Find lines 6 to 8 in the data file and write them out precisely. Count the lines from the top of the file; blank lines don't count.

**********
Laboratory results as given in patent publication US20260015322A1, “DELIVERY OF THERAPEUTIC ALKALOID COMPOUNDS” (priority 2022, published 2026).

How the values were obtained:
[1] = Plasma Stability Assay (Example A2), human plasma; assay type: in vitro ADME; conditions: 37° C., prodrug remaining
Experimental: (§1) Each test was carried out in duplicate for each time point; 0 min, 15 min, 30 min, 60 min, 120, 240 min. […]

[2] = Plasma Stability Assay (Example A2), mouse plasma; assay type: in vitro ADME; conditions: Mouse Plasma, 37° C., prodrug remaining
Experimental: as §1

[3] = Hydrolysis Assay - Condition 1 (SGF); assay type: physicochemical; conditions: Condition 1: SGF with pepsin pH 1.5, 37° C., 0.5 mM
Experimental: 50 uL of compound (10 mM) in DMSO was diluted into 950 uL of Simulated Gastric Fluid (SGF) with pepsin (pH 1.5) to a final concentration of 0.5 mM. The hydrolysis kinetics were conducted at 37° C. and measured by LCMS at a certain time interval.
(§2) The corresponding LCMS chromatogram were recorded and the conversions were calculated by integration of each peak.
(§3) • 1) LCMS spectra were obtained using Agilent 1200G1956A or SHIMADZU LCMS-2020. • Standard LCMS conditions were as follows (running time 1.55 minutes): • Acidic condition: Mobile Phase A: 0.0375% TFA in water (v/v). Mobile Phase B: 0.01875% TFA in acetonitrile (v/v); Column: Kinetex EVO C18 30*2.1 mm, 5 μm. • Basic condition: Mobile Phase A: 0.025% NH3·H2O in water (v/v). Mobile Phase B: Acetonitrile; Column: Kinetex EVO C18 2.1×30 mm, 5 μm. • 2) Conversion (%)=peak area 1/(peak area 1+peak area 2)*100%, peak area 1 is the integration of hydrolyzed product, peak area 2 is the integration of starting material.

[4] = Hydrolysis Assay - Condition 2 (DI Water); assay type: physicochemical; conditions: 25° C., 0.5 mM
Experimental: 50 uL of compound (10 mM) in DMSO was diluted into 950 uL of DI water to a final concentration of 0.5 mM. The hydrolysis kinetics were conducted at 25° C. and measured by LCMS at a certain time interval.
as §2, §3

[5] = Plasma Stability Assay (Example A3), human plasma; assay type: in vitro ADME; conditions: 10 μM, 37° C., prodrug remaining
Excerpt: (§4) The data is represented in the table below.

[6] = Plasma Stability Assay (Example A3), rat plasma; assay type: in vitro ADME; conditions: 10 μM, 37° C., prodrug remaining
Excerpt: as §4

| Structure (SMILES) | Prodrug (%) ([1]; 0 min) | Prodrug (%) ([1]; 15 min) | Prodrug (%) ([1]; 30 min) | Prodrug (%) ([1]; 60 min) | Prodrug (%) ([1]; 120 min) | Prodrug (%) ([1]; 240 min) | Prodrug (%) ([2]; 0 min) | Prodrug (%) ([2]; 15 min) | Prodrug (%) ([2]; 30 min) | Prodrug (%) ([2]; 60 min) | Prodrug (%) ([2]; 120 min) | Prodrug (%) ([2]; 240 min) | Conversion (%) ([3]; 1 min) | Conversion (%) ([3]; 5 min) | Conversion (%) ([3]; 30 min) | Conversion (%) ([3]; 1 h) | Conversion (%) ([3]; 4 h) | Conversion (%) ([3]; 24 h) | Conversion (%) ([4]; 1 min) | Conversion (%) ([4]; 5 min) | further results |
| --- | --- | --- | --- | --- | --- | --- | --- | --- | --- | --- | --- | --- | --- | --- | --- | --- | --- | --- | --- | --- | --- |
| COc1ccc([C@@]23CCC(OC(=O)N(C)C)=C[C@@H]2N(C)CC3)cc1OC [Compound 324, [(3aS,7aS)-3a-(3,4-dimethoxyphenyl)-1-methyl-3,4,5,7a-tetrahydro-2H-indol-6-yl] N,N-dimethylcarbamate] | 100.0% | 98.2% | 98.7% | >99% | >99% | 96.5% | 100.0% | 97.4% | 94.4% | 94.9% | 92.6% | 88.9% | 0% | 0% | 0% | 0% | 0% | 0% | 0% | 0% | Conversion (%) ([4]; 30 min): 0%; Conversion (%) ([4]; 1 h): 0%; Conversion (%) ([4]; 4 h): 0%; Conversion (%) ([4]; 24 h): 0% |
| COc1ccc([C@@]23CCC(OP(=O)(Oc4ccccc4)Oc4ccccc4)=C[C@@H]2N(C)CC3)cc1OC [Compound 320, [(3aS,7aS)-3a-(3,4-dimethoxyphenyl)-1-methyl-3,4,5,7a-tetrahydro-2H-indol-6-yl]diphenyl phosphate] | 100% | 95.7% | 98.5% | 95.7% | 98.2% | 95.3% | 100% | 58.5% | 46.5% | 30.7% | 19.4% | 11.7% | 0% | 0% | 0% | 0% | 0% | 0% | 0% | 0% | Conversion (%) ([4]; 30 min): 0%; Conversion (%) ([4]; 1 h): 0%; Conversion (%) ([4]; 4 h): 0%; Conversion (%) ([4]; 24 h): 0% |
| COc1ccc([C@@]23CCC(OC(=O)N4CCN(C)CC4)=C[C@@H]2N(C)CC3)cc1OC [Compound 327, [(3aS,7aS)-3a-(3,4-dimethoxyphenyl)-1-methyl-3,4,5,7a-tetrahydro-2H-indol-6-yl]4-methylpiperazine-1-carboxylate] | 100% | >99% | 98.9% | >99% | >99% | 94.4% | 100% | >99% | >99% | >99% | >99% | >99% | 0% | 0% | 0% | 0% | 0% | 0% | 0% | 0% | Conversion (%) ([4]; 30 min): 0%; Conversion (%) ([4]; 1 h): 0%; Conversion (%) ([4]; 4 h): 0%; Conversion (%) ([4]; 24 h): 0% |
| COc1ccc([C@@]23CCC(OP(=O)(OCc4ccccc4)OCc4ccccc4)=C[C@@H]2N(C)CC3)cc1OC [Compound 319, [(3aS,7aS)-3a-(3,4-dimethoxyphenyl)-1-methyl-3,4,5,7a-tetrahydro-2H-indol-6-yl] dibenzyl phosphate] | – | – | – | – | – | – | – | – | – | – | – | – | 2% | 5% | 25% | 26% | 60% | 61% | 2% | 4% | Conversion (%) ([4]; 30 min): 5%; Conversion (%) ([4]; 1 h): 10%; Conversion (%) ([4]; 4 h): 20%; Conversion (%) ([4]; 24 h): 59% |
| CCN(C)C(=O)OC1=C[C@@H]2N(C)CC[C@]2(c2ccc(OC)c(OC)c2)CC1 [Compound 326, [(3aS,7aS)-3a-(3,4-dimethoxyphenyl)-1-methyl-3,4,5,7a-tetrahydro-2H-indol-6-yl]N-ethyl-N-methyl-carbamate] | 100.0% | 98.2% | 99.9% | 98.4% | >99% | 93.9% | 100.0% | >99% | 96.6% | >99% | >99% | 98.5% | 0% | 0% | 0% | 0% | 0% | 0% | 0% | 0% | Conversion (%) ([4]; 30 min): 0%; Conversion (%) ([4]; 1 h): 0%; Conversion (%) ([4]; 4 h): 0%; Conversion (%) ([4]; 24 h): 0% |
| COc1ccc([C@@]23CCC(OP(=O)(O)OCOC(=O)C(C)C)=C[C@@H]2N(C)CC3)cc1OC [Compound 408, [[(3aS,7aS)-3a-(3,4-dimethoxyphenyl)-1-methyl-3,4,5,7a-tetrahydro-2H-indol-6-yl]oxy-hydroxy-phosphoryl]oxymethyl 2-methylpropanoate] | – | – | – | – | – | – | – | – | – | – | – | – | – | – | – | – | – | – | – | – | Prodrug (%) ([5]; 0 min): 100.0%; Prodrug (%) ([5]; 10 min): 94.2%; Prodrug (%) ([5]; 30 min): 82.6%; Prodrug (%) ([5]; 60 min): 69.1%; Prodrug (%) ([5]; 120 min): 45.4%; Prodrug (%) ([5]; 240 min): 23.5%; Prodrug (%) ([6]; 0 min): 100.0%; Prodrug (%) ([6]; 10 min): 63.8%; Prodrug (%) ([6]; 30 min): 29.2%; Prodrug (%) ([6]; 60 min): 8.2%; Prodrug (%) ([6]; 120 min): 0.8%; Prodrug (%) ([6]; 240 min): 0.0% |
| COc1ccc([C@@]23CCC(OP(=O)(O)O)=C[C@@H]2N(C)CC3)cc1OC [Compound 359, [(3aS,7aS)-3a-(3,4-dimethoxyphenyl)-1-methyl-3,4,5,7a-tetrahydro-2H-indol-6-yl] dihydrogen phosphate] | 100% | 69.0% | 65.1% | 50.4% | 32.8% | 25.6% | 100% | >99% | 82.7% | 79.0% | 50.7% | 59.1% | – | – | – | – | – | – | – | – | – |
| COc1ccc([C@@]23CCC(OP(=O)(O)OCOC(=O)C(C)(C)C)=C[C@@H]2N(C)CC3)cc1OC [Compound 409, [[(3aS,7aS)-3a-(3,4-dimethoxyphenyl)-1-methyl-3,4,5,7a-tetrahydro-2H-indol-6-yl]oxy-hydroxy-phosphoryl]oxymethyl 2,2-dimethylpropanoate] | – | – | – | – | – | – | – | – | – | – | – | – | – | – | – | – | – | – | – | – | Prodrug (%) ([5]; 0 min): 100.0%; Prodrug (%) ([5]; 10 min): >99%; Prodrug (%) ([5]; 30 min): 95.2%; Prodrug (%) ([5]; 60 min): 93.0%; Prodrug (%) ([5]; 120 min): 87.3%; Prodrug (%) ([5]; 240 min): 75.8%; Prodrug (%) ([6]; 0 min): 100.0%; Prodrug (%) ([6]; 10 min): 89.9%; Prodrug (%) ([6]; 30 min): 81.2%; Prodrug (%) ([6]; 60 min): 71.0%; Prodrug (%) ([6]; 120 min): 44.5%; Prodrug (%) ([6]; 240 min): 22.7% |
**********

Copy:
Experimental: as §1

[3] = Hydrolysis Assay - Condition 1 (SGF); assay type: physicochemical; conditions: Condition 1: SGF with pepsin pH 1.5, 37° C., 0.5 mM
Experimental: 50 uL of compound (10 mM) in DMSO was diluted into 950 uL of Simulated Gastric Fluid (SGF) with pepsin (pH 1.5) to a final concentration of 0.5 mM. The hydrolysis kinetics were conducted at 37° C. and measured by LCMS at a certain time interval.